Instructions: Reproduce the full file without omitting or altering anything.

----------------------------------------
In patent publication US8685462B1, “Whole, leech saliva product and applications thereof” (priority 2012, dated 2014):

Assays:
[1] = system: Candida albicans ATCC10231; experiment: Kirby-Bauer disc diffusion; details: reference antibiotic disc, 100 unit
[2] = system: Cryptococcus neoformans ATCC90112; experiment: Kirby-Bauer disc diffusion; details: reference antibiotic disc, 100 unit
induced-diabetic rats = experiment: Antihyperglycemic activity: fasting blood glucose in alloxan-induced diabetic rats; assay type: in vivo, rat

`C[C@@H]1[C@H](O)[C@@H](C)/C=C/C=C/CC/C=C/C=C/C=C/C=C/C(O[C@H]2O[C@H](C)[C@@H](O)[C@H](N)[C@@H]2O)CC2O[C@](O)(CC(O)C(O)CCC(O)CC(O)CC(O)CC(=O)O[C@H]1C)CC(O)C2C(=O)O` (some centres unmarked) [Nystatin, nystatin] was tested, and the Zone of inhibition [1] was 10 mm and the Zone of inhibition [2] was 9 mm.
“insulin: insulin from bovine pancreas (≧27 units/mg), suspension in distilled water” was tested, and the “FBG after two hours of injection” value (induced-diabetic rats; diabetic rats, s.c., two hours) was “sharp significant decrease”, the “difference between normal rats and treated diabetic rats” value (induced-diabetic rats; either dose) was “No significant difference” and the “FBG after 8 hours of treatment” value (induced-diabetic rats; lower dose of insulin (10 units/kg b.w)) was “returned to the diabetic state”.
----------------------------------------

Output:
In patent publication US8685462B1, “Whole, leech saliva product and applications thereof” (priority 2012, dated 2014):

Assays:
[1] = system: Candida albicans ATCC10231; experiment: Kirby-Bauer disc diffusion; details: reference antibiotic disc, 100 unit
[2] = system: Cryptococcus neoformans ATCC90112; experiment: Kirby-Bauer disc diffusion; details: reference antibiotic disc, 100 unit
induced-diabetic rats = experiment: Antihyperglycemic activity: fasting blood glucose in alloxan-induced diabetic rats; assay type: in vivo, rat

`C[C@@H]1[C@H](O)[C@@H](C)/C=C/C=C/CC/C=C/C=C/C=C/C=C/C(O[C@H]2O[C@H](C)[C@@H](O)[C@H](N)[C@@H]2O)CC2O[C@](O)(CC(O)C(O)CCC(O)CC(O)CC(O)CC(=O)O[C@H]1C)CC(O)C2C(=O)O` (some centres unmarked) [Nystatin, nystatin] was tested, and the Zone of inhibition [1] was 10 mm and the Zone of inhibition [2] was 9 mm.
“insulin: insulin from bovine pancreas (≧27 units/mg), suspension in distilled water” was tested, and the “FBG after two hours of injection” value (induced-diabetic rats; diabetic rats, s.c., two hours) was “sharp significant decrease”, the “difference between normal rats and treated diabetic rats” value (induced-diabetic rats; either dose) was “No significant difference” and the “FBG after 8 hours of treatment” value (induced-diabetic rats; lower dose of insulin (10 units/kg b.w)) was “returned to the diabetic state”.